Longer Looks: Treating Vs. Healing, A Doctor’s Rituals, A New Kind Of Abortion Clinic
Each week, KHN's Shefali Luthra finds interesting reads from around the Web.
Treating vs. Healing: Understanding What Wellness Means To Patients
Evidence is the currency of contemporary Western medicine. We place an emphasis on epistemology and biochemical mechanisms when explaining disease and treatments. In Iran, the emphasis is placed on healing, a concept intimately tied to notions of spirit and comfort—not morbidity and mortality. Biochemistry, pharmacology, stents, and studies all produced discomfort for my uncle; discussions of RCTs and clinical guidelines didn’t help. All of this came into conflict with his existing beliefs and caused a considerable amount of cognitive dissonance. (Johnny Hourmozdi, 3/31)
The New York Times:
The Doctors’ Rituals
Years later, many of my patients tell me how much they remember the smell of the soap on my hands. They both appreciate the attention to hygiene and revile it, associating the smell with the cancer treatment they received. But I go through this sequence for each patient, every day, promising myself that if I do, my patients will be safe from the germs that could overwhelm their fragile immune systems. (Mikkael Sekeres, 3/26)
The New York Times:
Learning To Say No To Dialysis
People over age 75 are the fastest-growing segment of patients on dialysis, and the treatment’s benefits and drawbacks add up differently for them than for younger patients. A growing number of nephrologists and researchers are pushing for more educated and deliberative decision making when seniors contemplate dialysis. It is a choice, they say, not an imperative. (Paula Span, 3/27)
Psychiatric Patients Aren't The Only Ones In Need Of 'Asylum'
You may not know it, but there’s a huge fight going on that affects the future of everyone with autism and/or intellectual and developmental disability. Right now, adults with these diagnoses, their families, providers, advocates and government officials are clashing over pending state regulations that threaten to severely restrict the residential and vocational settings available to this population. The de-institutionalization pendulum, as it’s often called, has swung so far that many states have begun pushing full community inclusion even on those who don’t want it (because of sensory sensitivities, a desire to live with peers in a disability-specific community, or any number of reasons) or who suffer from challenging medical and behavioral needs that can’t safely and adequately be met in small, integrated settings. (Amy S.F. Lutz, 3/31)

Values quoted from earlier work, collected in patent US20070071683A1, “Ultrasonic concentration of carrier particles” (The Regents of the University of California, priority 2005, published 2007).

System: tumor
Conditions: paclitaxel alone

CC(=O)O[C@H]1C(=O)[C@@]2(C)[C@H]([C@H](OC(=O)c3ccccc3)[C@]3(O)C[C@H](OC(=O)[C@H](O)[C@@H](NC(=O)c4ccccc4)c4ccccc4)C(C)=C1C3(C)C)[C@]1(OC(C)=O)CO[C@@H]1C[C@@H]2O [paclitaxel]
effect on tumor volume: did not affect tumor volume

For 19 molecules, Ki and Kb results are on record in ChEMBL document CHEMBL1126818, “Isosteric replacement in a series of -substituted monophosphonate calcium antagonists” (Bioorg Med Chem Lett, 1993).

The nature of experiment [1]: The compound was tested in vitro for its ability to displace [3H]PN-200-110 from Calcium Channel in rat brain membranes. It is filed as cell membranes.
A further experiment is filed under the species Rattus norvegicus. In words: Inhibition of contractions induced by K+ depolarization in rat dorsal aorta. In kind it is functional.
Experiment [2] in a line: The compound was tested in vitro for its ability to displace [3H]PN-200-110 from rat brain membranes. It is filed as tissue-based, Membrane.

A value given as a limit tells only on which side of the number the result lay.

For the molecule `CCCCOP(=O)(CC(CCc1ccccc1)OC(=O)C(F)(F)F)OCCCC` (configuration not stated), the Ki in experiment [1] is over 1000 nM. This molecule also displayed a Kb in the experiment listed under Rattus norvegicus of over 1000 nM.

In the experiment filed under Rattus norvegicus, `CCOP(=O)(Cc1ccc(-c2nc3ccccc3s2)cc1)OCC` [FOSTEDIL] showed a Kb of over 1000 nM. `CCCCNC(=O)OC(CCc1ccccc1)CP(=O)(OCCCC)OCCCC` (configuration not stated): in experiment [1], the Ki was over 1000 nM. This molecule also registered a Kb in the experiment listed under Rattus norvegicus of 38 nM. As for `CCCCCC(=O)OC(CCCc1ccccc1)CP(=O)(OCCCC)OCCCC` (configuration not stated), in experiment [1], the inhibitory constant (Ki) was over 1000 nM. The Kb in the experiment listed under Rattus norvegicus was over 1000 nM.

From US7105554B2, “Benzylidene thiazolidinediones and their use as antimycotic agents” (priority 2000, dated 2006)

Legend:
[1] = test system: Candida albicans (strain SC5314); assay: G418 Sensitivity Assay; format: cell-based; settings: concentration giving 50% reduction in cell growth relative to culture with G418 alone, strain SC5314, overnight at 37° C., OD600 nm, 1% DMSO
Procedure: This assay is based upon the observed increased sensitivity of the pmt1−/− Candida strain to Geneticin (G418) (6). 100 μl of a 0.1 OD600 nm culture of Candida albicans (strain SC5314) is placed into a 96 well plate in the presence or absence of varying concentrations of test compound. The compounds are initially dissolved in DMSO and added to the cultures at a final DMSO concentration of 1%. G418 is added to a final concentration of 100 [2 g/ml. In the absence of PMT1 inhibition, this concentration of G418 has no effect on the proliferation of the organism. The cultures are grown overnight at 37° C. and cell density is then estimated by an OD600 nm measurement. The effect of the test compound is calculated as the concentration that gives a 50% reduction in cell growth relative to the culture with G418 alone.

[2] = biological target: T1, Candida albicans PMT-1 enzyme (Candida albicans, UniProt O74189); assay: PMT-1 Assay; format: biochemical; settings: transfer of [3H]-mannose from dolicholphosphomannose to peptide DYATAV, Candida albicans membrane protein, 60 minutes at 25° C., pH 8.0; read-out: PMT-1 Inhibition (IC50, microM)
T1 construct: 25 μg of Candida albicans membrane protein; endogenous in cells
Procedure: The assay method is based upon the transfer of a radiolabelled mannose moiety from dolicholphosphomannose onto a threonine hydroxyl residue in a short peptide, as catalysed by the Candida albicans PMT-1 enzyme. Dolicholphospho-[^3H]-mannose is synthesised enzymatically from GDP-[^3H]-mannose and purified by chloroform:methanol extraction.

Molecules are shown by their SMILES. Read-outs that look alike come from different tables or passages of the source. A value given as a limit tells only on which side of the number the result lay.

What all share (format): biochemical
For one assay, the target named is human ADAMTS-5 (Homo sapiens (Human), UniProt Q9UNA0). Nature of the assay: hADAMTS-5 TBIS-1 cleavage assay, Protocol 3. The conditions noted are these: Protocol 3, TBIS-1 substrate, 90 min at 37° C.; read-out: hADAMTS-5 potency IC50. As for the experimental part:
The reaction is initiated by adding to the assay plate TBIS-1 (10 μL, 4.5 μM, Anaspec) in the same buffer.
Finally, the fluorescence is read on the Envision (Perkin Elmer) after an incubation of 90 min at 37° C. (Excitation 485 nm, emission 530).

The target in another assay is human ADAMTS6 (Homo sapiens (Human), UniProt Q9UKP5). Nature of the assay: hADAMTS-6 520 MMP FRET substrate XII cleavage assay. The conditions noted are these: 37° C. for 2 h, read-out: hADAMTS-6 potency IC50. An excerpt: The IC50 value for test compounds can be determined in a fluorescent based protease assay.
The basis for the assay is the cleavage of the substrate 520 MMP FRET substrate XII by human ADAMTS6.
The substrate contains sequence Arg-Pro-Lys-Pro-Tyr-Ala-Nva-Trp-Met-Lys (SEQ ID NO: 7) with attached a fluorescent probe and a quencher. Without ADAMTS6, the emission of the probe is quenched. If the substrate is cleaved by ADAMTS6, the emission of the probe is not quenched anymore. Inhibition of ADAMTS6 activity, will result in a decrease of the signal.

The Washington Post:
New Spa-Like Abortion Clinic Is Part Of A Trend To De-Stigmatize The Procedure
With its natural wood floors and plush upholstery, Carafem aims to feel more like a spa than a medical clinic. But the slick ads set to go up in Metro stations across the Washington region leave nothing to doubt: “Abortion. Yeah, we do that.” The Maryland clinic, opening this week in Montgomery County’s tony Friendship Heights area, specializes in the abortion pill. The advertising reflects its unabashed approach — and a new push to de-stigmatize the nation’s most controversial medical procedure by talking about it openly and unapologetically. (Sandhya Somashekhar, 3/30)
Can An Abortion Be Undone?
Women who opt to get an abortion in Arizona within their first two months of pregnancy may soon find themselves on the receiving end of some unusual advice from their doctors. A medical abortion, which works within the first nine weeks or so of gestation, involves taking two pills within a few days of each other. This week Arizona lawmakers passed a bill that would require doctors who perform such abortions to tell their patients that if they reconsidered their abortion after taking their first pill, they should return to the doctor for a procedure that can allegedly "reverse" the abortion. (Olga Khazan, 3/27)